Derived from the Reynolds Intellectual Assessment Scales™(RIAS™), this brief screening measure helps you quickly identify individuals who need a more comprehensive intellectual assessment.
Two types of intelligence are measured
- The RIST comprises a verbal subtest (Guess What) and a nonverbal subtest (Odd-Item Out), which were selected from the RIAS using theoretical, empirical, and practical considerations.
- Guess What is a classic measure of crystallized intelligence, whereas Odd-Item Out shares characteristics with fluid intelligence.
- Both subtests have good psychometric properties and similarly good factor analytic and criterion-related validity evidence, and both can be efficiently administered and scored.
Results are psychometrically sound and easy to compare
- Percentile ranks, 90% and 95% confidence intervals, T scores, z scores, NCEs, and stanines are available. RIST norms are based on the RIAS normative sample of 2,438 individuals.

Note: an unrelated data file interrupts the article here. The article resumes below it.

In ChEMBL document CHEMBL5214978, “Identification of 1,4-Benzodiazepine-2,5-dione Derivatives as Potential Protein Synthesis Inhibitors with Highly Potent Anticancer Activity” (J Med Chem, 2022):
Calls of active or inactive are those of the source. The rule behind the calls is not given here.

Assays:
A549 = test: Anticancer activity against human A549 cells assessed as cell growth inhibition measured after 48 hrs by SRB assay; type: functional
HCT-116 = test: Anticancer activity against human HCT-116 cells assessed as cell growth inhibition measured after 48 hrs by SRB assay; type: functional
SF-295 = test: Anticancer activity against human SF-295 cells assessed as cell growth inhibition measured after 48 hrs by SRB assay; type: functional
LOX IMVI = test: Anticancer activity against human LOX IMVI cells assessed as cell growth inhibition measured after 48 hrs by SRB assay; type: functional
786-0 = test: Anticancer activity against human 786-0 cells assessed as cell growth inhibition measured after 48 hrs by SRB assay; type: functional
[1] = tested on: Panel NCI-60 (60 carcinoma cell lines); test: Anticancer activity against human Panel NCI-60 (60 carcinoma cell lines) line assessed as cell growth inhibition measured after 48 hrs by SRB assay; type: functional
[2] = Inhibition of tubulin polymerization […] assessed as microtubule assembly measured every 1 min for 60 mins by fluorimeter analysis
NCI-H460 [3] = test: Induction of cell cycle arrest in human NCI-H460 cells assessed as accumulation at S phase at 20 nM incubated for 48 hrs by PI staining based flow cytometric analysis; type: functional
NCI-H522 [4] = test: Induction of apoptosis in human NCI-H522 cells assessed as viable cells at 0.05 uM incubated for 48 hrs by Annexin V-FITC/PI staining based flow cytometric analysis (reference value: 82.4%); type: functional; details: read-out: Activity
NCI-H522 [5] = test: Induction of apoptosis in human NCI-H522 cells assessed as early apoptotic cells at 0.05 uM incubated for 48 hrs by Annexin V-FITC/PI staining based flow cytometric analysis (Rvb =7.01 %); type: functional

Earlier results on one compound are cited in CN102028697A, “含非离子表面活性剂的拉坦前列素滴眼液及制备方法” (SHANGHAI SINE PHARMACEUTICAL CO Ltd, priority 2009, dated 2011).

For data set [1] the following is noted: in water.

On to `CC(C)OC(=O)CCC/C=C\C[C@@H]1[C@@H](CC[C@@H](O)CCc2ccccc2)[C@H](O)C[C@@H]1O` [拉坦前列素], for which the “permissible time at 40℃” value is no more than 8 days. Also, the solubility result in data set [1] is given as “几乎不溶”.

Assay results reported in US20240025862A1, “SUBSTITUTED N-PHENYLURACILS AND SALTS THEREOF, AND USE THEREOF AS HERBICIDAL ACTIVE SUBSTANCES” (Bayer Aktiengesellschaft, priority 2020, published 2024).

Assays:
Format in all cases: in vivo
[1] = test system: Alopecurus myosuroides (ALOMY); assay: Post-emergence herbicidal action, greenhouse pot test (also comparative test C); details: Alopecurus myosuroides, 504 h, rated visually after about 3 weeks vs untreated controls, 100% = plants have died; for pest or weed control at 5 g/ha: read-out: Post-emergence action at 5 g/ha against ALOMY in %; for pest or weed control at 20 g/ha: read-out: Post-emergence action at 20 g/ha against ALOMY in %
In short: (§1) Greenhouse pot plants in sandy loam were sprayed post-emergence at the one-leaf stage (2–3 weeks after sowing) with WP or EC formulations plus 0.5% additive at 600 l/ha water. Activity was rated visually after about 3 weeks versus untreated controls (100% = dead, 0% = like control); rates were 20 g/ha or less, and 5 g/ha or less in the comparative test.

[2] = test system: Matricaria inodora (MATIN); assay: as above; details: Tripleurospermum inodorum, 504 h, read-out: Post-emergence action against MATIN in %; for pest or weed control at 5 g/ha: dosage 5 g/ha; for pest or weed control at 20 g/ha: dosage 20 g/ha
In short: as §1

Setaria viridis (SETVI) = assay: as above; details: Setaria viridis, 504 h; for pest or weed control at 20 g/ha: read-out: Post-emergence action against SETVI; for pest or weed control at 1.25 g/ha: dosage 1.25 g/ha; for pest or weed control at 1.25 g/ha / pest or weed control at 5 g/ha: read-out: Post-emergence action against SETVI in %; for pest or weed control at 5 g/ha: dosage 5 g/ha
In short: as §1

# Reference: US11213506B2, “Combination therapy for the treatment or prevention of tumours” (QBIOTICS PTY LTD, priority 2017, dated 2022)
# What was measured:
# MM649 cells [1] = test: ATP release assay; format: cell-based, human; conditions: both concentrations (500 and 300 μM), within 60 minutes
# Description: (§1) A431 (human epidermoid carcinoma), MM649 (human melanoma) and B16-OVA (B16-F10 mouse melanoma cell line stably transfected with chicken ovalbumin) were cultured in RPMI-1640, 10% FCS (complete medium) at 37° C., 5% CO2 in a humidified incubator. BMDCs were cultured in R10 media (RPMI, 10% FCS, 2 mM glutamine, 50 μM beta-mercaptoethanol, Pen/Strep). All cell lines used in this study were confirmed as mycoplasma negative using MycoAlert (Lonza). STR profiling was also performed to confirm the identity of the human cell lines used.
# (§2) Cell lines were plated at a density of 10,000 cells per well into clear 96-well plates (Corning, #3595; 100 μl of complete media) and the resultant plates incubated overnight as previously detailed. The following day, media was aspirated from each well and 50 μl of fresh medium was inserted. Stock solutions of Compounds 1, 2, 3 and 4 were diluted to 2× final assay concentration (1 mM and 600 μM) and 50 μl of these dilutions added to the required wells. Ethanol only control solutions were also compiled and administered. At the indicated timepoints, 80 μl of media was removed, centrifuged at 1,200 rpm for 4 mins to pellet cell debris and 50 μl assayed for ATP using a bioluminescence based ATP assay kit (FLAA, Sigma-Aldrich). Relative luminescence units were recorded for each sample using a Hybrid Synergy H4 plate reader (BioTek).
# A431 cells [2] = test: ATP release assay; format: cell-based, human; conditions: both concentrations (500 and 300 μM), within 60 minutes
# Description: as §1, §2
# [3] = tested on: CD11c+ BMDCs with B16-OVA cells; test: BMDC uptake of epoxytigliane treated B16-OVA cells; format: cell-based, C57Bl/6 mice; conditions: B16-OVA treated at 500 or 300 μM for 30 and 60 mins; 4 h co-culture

- For the RIST Index, the median reliability coefficient is .95, test-retest reliability is .84 (corrected for restriction of range), and the median SEM is 3.35. These data suggest that the RIST functions well as a first or second screening gate.
- The RIST Index is highly correlated with the FSIQs of the WAIS®-III (.67) and the WIAT® mathematics (.69), language (.67), and Total Composite (.66) scores.
- Within a clinical group analysis, individuals diagnosed with mental retardation or dementia had mean RIST Index scores in the mid-70s, indicating that the RIST can effectively differentiate between individuals with and without intellectual impairment.